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Related Excerpts from Fielding's Dissertation

"A layered system is organized hierarchically, each layer providing services to the layer above it and using services of the layer below it. Although layered system is considered a "pure" style, its use within network-based systems is limited to its combination with the client-server style to provide layered-client-server.

...Layered-client-server adds proxy and gateway components to the client-server style. A proxy acts as a shared server for one or more client components, taking requests and forwarding them, with possible translation, to server components. A gateway component appears to be a normal server to clients or proxies that request its services, but is in fact forwarding those requests, with possible translation, to its "inner-layer" servers. These additional mediator components can be added in multiple layers to add features like load balancing and security checking to the system.

...the layered system style allows an architecture to be composed of hierarchical layers by constraining component behavior such that each component cannot "see" beyond the immediate layer with which they are interacting. By restricting knowledge of the system to a single layer, we place a bound on the overall system complexity and promote substrate independence.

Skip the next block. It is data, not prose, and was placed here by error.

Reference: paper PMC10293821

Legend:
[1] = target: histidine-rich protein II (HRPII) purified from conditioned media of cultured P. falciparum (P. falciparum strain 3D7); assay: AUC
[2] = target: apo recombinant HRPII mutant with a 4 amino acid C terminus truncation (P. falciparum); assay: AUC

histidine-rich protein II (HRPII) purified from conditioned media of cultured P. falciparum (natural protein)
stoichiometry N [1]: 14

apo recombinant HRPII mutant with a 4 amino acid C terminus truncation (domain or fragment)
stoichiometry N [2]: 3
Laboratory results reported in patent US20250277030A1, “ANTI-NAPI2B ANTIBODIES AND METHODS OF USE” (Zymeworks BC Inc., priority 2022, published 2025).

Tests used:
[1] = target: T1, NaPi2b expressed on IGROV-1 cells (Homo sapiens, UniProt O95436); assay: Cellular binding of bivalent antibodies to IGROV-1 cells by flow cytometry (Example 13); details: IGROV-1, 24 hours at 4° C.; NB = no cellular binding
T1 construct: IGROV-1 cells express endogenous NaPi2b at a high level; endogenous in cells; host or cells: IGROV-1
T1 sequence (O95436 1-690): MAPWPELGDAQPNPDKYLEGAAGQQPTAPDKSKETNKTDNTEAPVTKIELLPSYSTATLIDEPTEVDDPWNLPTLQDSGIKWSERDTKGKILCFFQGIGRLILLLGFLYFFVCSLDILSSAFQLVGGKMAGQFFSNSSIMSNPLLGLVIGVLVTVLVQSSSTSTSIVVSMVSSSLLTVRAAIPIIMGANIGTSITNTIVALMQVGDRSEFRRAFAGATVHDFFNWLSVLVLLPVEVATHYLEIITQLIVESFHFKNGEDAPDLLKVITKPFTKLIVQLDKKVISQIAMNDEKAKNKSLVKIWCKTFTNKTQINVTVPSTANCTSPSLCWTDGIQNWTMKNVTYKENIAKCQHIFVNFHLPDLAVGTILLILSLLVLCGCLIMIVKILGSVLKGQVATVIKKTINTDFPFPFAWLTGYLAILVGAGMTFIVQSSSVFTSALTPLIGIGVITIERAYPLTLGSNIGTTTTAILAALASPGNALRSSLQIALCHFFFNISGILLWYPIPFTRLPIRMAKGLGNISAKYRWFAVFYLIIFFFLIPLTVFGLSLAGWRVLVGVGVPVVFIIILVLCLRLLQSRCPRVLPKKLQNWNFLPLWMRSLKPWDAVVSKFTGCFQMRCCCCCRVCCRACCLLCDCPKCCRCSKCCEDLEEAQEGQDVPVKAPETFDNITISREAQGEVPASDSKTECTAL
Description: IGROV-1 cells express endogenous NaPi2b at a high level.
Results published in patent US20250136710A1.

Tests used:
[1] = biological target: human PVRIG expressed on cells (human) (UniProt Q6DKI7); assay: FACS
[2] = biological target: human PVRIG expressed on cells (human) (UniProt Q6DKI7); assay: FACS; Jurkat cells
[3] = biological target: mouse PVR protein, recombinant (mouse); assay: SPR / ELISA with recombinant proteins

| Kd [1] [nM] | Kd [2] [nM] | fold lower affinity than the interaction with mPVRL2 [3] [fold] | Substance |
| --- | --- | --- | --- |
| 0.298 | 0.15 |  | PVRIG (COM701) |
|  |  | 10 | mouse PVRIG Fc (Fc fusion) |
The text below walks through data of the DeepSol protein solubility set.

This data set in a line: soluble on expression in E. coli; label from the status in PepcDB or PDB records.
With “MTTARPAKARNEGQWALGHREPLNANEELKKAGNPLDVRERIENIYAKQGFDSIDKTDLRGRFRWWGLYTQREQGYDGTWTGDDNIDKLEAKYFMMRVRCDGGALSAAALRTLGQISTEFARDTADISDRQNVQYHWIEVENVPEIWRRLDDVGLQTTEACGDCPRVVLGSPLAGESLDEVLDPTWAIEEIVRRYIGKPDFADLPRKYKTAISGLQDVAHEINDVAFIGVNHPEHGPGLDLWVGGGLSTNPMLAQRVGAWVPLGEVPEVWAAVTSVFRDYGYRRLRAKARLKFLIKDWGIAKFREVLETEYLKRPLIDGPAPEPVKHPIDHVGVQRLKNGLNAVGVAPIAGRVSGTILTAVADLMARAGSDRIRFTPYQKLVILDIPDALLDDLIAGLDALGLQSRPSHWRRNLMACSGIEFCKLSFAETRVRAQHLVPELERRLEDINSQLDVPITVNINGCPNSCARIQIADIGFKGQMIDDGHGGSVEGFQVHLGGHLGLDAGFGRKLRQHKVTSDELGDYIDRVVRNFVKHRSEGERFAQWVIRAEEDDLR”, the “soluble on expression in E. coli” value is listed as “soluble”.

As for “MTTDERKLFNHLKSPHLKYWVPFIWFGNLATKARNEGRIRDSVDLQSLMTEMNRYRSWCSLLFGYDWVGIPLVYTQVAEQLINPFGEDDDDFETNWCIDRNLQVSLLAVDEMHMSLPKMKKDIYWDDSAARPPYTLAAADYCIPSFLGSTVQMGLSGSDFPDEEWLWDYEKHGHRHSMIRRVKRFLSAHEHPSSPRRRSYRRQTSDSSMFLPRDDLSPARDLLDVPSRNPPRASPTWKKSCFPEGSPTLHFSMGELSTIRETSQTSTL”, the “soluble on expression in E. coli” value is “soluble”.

Layered systems reduce coupling across multiple layers by hiding the inner layers from all except the adjacent outer layer, thus improving evolvability and reusability. Examples include the processing of layered communication protocols, such as the TCP/IP and OSI protocol stacks, and hardware interface libraries. The primary disadvantage of layered systems is that they add overhead and latency to the processing of data, reducing user-perceived performance.

...LCS is also a solution to managing identity in a large scale distributed system, where complete knowledge of all servers would be prohibitively expensive. Instead, servers are organized in layers such that rarely used services are handled by intermediaries rather than directly by each client.

...Layers can be used to encapsulate legacy services and to protect new services from legacy clients, simplifying components by moving infrequently used functionality to a shared intermediary. Intermediaries can also be used to improve system scalability by enabling load balancing of services across multiple networks and processors."